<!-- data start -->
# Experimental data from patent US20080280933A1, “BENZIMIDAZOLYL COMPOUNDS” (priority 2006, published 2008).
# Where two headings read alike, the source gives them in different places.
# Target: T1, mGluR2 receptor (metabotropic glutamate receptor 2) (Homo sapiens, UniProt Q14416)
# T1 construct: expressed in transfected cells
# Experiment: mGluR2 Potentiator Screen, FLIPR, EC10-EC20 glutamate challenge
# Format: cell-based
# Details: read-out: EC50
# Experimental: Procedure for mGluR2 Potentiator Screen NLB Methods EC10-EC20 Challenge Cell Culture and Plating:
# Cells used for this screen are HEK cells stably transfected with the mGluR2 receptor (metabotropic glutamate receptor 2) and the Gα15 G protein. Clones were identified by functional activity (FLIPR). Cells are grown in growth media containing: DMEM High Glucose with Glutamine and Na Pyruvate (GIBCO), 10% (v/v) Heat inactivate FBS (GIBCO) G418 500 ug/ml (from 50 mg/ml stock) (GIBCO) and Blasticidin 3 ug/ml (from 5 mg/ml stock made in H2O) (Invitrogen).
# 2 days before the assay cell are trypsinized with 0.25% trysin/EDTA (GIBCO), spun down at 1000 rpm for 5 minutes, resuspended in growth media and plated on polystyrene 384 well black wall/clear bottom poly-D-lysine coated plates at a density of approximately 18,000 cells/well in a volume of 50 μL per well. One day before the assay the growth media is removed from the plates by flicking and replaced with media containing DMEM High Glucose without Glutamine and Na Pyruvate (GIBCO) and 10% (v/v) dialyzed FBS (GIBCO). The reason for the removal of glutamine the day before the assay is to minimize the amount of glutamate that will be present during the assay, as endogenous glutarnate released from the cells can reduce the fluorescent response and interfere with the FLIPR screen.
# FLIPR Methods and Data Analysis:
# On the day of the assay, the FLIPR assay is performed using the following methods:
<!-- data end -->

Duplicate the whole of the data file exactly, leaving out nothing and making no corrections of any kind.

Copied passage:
# Experimental data from patent US20080280933A1, “BENZIMIDAZOLYL COMPOUNDS” (priority 2006, published 2008).
# Where two headings read alike, the source gives them in different places.
# Target: T1, mGluR2 receptor (metabotropic glutamate receptor 2) (Homo sapiens, UniProt Q14416)
# T1 construct: expressed in transfected cells
# Experiment: mGluR2 Potentiator Screen, FLIPR, EC10-EC20 glutamate challenge
# Format: cell-based
# Details: read-out: EC50
# Experimental: Procedure for mGluR2 Potentiator Screen NLB Methods EC10-EC20 Challenge Cell Culture and Plating:
# Cells used for this screen are HEK cells stably transfected with the mGluR2 receptor (metabotropic glutamate receptor 2) and the Gα15 G protein. Clones were identified by functional activity (FLIPR). Cells are grown in growth media containing: DMEM High Glucose with Glutamine and Na Pyruvate (GIBCO), 10% (v/v) Heat inactivate FBS (GIBCO) G418 500 ug/ml (from 50 mg/ml stock) (GIBCO) and Blasticidin 3 ug/ml (from 5 mg/ml stock made in H2O) (Invitrogen).
# 2 days before the assay cell are trypsinized with 0.25% trysin/EDTA (GIBCO), spun down at 1000 rpm for 5 minutes, resuspended in growth media and plated on polystyrene 384 well black wall/clear bottom poly-D-lysine coated plates at a density of approximately 18,000 cells/well in a volume of 50 μL per well. One day before the assay the growth media is removed from the plates by flicking and replaced with media containing DMEM High Glucose without Glutamine and Na Pyruvate (GIBCO) and 10% (v/v) dialyzed FBS (GIBCO). The reason for the removal of glutamine the day before the assay is to minimize the amount of glutamate that will be present during the assay, as endogenous glutarnate released from the cells can reduce the fluorescent response and interfere with the FLIPR screen.
# FLIPR Methods and Data Analysis:
# On the day of the assay, the FLIPR assay is performed using the following methods: